51 Pages Posted: 6 Sep 2017
Date Written: September 2, 2017
The Antiquities Act of 1906 authorizes the President to “declare” certain objects “to be national monuments,” and to “reserve parcels of land as a part of the national monuments.” The Act does not expressly authorize the President to reduce or rescind a monument established by a prior president under the Act, and recent actions by President Donald Trump raise the question whether the Act impliedly authorizes such reductions or rescissions. The majority of legal scholars who have studied this question have said no, the Act does not grant such implied authority. This article takes the contrary position. The President’s authority under the Antiquities Act to reduce a monument previously established under the Act is established by (1) past presidential practice; (2) congressional acquiescence; and (3) official opinions of the Attorney General and the Solicitor of the U.S. Department of the Interior. Further, the President’s authority to rescind such a monument (1) follows logically from the President’s power to reduce a monument; (2) reflects the President’s constitutional duty to take care that the Antiquities Act is faithfully executed; and (3) accords with the general rule that prevents the current President from being bound by the acts of predecessors in that office.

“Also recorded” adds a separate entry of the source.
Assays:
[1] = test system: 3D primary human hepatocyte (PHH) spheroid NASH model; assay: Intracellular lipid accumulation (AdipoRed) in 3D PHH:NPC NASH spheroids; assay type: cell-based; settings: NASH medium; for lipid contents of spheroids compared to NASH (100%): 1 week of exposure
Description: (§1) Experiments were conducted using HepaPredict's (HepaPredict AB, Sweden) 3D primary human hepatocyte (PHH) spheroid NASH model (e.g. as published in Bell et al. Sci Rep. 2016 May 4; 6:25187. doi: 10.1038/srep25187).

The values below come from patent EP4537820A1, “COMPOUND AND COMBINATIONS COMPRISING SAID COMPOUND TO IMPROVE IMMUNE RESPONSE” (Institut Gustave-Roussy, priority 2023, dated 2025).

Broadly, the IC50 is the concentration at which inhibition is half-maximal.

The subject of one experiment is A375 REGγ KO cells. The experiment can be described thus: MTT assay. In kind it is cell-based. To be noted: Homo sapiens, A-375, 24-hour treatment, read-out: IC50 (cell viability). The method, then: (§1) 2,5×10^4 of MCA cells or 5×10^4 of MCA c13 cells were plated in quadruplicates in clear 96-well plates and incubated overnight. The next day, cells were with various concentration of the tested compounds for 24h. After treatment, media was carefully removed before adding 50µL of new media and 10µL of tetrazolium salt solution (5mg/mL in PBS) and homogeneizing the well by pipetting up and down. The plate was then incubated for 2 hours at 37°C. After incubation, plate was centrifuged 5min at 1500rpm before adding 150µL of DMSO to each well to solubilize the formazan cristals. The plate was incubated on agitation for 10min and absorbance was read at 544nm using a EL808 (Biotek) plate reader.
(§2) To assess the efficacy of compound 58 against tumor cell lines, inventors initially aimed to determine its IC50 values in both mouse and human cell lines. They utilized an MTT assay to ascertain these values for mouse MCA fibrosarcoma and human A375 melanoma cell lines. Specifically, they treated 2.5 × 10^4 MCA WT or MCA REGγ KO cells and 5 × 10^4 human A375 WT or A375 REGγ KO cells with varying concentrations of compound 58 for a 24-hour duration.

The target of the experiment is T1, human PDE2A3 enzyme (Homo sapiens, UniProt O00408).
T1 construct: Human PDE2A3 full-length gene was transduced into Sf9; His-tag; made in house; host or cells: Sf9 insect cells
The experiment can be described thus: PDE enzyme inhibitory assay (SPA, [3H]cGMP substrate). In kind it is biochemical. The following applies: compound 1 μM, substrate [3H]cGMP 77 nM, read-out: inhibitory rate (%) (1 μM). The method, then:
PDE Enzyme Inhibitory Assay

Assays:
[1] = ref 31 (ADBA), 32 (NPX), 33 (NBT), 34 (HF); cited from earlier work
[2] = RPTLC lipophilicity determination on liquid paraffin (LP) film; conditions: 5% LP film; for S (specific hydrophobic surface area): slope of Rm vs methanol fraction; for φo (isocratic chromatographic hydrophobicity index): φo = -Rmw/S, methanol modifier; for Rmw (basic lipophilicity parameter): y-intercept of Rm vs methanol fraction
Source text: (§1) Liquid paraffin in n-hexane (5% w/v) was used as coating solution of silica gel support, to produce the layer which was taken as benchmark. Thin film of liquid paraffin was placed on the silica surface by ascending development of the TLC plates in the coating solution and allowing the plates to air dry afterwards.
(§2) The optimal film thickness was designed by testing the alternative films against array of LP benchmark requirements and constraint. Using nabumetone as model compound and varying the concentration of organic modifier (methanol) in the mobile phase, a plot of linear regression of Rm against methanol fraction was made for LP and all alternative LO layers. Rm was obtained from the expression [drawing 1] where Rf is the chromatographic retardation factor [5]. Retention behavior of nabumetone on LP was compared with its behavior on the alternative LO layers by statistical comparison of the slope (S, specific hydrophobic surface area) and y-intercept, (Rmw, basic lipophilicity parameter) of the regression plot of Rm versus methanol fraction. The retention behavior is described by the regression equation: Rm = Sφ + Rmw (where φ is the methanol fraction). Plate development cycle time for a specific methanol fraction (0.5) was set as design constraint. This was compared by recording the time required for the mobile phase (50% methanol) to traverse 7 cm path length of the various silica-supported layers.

Keywords: antiquities act, national monuments, presidential power, take care clause
JEL Classification: K11, K19, K32
Suggested Citation: Suggested Citation
Seamon, Richard Henry, Dismantling Monuments (September 2, 2017). Available at SSRN: https://ssrn.com/abstract=3031279